Yesterday I stood next to my mama’s casket and met person after person who came to pay respects.
It was beautiful and awful all at the same time.
It was precious to hear the many ways Mama had brightened other people’s lives, extended hospitality, shared experiences and encouraged hearts.
It was awful to know she wouldn’t be doing that anymore. Her voice is silent, her smile is forever fixed into a not-really-like-her expression and her eyes closed.
I have been so busy that I really haven’t had time to mourn her yet. It’s coming.
Oh, how I know it’s coming.
But one thing I know now that I didn’t know when Dominic ran ahead to Heaven is this: Hope in Christ creates a safe space for all my questions, sadness and crying out.
God collects my tears. He does not disdain my sadness. He leans in and listens to my lament.
To have healthy fellowship with God we must be honest and realistic about our circumstances and our reactions to them. To have a healthy emotional, spiritual, and mental life, we must be honest with ourselves. One truth about our lives is that we are broken; we inevitably encounter our own suffering and that of others, and eventually we die. How does our Lord teach us to respond to this? He teaches us hope, and within that hope we use lament to speak to God of the painful delay of peace. All laments ultimately go to God, with whom we wrestle and rest.Kelly M. Kapic, Embodied Hope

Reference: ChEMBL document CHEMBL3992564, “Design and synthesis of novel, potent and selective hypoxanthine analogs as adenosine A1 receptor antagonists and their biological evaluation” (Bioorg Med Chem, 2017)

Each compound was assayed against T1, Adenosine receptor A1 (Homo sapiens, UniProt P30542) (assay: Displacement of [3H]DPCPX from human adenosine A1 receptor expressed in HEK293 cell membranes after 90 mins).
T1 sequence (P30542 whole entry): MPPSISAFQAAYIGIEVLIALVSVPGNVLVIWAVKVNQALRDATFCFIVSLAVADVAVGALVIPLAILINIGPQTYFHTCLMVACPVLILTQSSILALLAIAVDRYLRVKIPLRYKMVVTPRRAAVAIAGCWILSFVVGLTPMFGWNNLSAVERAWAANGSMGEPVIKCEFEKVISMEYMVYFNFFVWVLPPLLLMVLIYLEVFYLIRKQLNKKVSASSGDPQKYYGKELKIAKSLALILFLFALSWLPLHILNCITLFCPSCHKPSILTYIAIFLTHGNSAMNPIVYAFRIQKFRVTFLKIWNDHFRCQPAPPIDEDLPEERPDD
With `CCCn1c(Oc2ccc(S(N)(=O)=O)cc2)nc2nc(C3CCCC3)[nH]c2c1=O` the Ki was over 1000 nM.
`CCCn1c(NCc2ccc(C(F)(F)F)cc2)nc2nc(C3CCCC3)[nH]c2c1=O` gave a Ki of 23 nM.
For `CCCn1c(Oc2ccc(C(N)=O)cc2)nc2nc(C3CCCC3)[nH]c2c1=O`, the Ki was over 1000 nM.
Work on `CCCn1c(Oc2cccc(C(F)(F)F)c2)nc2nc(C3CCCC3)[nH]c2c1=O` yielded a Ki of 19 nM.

Peace is coming but it’s not here yet.
And it is perfectly OK to admit that, to mourn that, to take notice of the gap between the promise and the present.